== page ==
•CODE NAME THE CLEANER (PG-13) Cedric the Entertainer stars as an ordinary guy who, after being stricken by amnesia, is mistaken for an undercover agent. This action/comedy co-stars Lucy Liu and Nicolette Sheridan of "Desperate Housewives."
•HAPPILY N'EVER AFTER (PG) Not to be mistaken for the Shrek movies, this animated comedy features a pair of star-crossed lovers (voices by real-life couple Sarah Michelle Gellar and Freddie Prinze Jr.) who resist an alliance of storybook villains to take over Fairy Tale Land. Other voice talents include Andy Dick, Wallace Shawn and George Carlin.
•FREEDOM WRITERS (PG-13) In this drama inspired by a real person, two-time Best Actress Oscar winner Hilary Swank plays a young teacher who inspires a class of young, at-risk students to learn tolerance and pursue education beyond high school.
•MISS POTTER 2 stars (PG) See review.
•PERFUME (R) See review.
•WHITE NOISE: THE LIGHT (PG-13) This follow-up to the Michael Keaton supernatural thriller White Noise features a man (Nathan Fillion) who undergoes a near-death experience and discovers that he knows when people are about to die. The cast will appeal to fans of cult TV series, since Fillion starred on "Firefly" and Katee Sackhoff plays Starbuck on "Battlestar Galactica."
•JET LI'S FEARLESS (PG-13) Acclaimed martial arts megastar Jet Li kicks and punches for the last time -- allegedly -- in this visually opulent period-piece action flick. Jan. 8-25. Cinefest, GSU University Center, Suite 211, 66 Courtland St. $5 ($3 until 5 p.m.). 404-651-3565. www2.gsu.edu/~wwwcft.
•THE ROCKY HORROR PICTURE SHOW (1975) (R) The cult classic of cult classics, the musical horror spoof follows an all-American couple (Susan Sarandon and Barry Bostwick) to the castle of Dr. Frank-N-Furter (Tim Curry), a drag-queen/mad scientist from another galaxy. It's all fun and games until Meat Loaf gets killed. Dress as your favorite character and participate in this musical on acid. Midnight Fri. at Lefont Plaza Theatre and Sat. at Peachtree Cinema & Games, Norcross.
•APOCALYPTO 2 stars (R) A young Mayan villager (Rudy Youngblood) faces unspeakable horrors after being captured and marked for ritual sacrifice. Mel Gibson's all-subtitled historical action film generates enough momentum to distract from speculation about the movie star's apparent anti-Semitism, but renews questions about his sadomasochistic tendencies as a filmmaker. Despite some loose themes about the decline and fall of civilizations, Apocalypto proves mostly an exercise in violence and torture, although admittedly the final act's extended chase scene is well executed. -- Curt Holman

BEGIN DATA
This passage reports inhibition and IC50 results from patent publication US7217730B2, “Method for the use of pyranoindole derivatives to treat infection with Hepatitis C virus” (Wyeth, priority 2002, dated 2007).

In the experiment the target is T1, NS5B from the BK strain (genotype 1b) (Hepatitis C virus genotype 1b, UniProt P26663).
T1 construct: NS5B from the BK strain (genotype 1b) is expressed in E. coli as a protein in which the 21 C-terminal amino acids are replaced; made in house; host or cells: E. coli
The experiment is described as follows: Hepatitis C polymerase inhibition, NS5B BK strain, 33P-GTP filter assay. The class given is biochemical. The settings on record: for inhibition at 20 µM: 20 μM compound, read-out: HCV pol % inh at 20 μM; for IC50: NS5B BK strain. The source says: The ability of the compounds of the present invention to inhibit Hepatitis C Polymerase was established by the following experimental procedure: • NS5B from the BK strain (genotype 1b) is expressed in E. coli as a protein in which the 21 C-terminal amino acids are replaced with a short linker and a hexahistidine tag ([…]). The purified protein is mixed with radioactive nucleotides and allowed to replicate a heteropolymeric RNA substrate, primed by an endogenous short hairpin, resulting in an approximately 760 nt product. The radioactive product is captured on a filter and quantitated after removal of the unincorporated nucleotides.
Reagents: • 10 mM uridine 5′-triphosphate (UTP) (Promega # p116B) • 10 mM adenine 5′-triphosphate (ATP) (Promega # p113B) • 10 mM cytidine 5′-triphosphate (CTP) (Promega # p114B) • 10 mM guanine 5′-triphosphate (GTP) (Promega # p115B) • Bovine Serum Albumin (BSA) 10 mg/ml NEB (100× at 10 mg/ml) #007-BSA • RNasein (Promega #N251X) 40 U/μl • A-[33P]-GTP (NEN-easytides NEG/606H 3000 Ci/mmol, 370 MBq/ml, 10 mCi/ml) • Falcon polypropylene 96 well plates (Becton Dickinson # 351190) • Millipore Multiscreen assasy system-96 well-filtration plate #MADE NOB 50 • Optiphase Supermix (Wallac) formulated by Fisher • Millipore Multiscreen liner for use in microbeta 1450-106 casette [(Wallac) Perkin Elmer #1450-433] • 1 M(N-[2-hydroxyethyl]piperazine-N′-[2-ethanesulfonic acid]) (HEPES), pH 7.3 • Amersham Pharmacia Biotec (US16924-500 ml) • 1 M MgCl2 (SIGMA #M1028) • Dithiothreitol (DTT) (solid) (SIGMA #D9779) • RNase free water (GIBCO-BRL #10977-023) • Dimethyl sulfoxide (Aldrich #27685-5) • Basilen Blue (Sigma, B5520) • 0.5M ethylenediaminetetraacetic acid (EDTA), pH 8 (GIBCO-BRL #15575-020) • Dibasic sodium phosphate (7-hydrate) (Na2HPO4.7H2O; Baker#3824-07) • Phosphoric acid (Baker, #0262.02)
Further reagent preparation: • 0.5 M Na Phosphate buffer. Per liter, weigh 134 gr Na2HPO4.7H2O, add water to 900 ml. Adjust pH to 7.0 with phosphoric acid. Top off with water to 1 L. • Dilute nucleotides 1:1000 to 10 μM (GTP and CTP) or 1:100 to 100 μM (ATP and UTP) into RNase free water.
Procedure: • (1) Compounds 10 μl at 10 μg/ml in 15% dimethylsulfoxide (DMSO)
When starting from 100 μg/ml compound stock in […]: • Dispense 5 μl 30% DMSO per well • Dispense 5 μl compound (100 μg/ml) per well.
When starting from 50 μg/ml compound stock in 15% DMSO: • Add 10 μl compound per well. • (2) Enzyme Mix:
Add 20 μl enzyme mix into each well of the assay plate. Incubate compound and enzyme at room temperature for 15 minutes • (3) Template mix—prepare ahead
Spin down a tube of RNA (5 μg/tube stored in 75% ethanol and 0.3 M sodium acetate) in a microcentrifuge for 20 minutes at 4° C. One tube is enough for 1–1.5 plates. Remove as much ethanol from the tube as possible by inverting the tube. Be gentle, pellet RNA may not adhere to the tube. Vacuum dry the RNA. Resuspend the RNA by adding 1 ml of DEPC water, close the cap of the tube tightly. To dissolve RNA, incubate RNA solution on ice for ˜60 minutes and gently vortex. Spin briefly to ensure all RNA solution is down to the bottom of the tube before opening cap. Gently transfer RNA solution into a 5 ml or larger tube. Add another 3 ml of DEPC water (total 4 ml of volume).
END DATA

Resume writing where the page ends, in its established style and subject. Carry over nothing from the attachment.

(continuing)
•BABEL 4 stars (R) A freak mishap has far-reaching repercussions that effect the lives of a pair of American tourists (Brad Pitt and Cate Blanchett), two young Moroccan shepherds, a Mexican nanny (Adriana Barraza) and a deaf Japanese teenager (Rinko Kikuchi). Amores Perros director Alejandro González Iñárritu presents another gripping, gritty and well-acted set of intersecting narratives that feature raw performances (particularly from Rinko Kikuchi) and moments of nearly unbearable suspense. On reflection, Iñárritu's themes of language, globalization and human connection don't quite come together, but Babel's passion and visceral image give it power that transcends borders. -- Holman
•BLACK CHRISTMAS (R) Michelle Trachtenberg and Lacey Chabert star in this remake of the 1975 thriller (also known as Silent Night, Evil Night) about a slasher stalking a sorority house.
•BLOOD DIAMOND 3 stars (R) A white soldier-turned smuggler (Leonardo DiCaprio) and a black fisherman (Djimon Hounsou) become unwilling partners in the effort to recover a huge, uncut diamond amid the chaos of a civil war in Sierra Leone. Glory's Edward Zwick directs a crisply paced, superbly photographed film, replete with magnificent vistas and harrowing action scenes. Despite the film's justified indignation over "conflict diamonds," however, the plot proves utterly familiar and the horrific black-on-black violence will more probably stick with the audience more than contempt for the Western corporations that profit from it. -- Holman
•BORAT: CULTURE LEARNINGS OF AMERICA FOR MAKE BENEFIT GLORIOUS NATION OF KAZAKHSTAN 4 stars (R) British comedian Sacha Baron Cohen pranks the United States by traveling the nation in his guise as Borat Sagdiyev, a disarmingly cheerful but sexist, anti-Semitic and colossally ignorant journalist from Kazakhstan. -- Holman
•CASINO ROYALE 3 stars (PG-13) A necessary revision in the post-Austin Powers age, Martin Campbell's (GoldenEye) adaptation of Ian Fleming's first novel in his spy series begins at the beginning, with the British spy making his first kills, achieving 007 status and establishing the Bond mystique. -- Felicia Feaster
•CHARLOTTE'S WEB 3 stars (G) Like a marketing genius, a friendly spider (voiced by Julia Roberts) used web-based messages to boost the profile -- and spare the life -- of a runty but good-hearted young pig named Wilbur (Dominic Scott Kay). This live-action adaptation of the classic children's book features barnyard, bodily-function humor that would have been unthinkable in author E.B. White's day. -- Holman
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